They got an endorsement of sorts with the flames of nativism and outright prejudice from former Pres. Donald Trump last week, who said he was “absolutely” certain that there were loopholes in the vetting process through which terrorists could enter the country. He didn’t offer any proof that this was happening; it was just speculation, as “The Donald” is wont to do. (Fox, 9/14).

But the rightists heard Trump’s dog whistle loud and clear. McGeachin thinks Little should say “No, Idaho will not participate in the fallout from Biden's disastrous withdrawal from Afghanistan.” (McGeachin Newsletter, 9/14) Why wait for facts when you’ve got your own biases?

To Trump’s credit, while president, he got immigration officials to listen to the concerns of local communities, and to put in place protocols for state and local community acceptance of new arrivals. Those protocols have since been abbreviated by the Biden administration which is now actively seeking locations for refugees. The two sites in Idaho – Boise and Twin Falls -- are among 139 sites nationally being considered.

In 2015, under Pres. Barack Obama, Idaho took refugees from another Mid-East country, Syria. There were loud local protests in Twin Falls but few Syrians actually came here. Idaho was nonetheless divided sharply between “hell no” opponents and the “take ‘em all” faction of Democrats and some church congregations. After the Trump election, clearer protocols gave local communities real input into the process.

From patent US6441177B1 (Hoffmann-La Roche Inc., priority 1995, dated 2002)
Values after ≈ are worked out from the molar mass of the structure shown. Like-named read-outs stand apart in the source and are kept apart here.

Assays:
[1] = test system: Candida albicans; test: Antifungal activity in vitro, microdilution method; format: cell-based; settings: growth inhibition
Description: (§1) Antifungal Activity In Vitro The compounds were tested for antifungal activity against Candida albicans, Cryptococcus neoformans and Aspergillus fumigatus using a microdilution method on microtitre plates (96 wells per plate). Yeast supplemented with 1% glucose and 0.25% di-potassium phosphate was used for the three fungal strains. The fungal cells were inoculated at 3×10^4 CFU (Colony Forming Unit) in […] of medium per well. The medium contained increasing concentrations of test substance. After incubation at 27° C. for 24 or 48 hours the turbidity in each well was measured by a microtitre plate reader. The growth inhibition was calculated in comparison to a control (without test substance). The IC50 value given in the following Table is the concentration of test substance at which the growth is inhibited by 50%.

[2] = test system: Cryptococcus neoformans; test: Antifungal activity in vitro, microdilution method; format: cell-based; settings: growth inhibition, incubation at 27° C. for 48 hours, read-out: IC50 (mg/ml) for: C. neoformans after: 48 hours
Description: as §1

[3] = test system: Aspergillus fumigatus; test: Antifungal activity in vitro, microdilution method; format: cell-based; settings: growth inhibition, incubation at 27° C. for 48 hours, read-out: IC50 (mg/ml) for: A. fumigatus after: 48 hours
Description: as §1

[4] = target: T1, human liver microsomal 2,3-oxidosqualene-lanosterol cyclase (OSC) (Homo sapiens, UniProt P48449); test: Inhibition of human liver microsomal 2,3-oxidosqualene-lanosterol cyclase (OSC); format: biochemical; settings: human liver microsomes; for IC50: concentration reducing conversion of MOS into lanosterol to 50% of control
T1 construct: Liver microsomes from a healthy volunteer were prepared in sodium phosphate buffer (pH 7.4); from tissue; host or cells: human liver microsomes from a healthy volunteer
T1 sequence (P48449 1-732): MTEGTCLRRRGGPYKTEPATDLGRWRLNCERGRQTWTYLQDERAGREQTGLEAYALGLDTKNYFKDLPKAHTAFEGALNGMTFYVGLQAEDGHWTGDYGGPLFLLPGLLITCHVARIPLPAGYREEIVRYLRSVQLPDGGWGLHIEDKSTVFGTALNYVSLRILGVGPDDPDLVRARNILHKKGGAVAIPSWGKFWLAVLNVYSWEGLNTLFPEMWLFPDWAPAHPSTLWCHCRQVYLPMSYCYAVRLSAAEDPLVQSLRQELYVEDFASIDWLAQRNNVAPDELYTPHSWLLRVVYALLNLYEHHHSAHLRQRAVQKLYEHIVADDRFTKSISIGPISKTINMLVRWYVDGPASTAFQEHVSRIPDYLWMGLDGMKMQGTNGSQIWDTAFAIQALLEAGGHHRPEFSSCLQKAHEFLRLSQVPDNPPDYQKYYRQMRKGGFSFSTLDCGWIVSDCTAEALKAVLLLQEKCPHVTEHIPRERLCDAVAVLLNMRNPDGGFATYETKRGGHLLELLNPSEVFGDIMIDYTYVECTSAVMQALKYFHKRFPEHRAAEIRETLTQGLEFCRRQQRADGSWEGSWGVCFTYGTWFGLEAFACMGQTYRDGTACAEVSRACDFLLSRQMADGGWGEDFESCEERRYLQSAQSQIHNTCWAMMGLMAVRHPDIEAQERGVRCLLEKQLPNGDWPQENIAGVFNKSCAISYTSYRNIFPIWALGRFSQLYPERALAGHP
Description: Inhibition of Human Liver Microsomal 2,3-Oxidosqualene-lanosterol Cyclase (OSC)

Afghanistan’s people may well be different than the common impression of Middle Eastern nations. The country has a substantial number of educated and hard-working citizens, many of whom supported the United States in our 20-year-war in that country. It is this group of translators, interpreters, scientists, health care workers and engineers which forms the core of the refugee group.

As a group, they seem more likely to succeed here than the hordes streaming across the Biden non-border, which had more than 209,000 illegal entrants in August alone, one-third more than in August of last year. (CBSNews, 9/16.)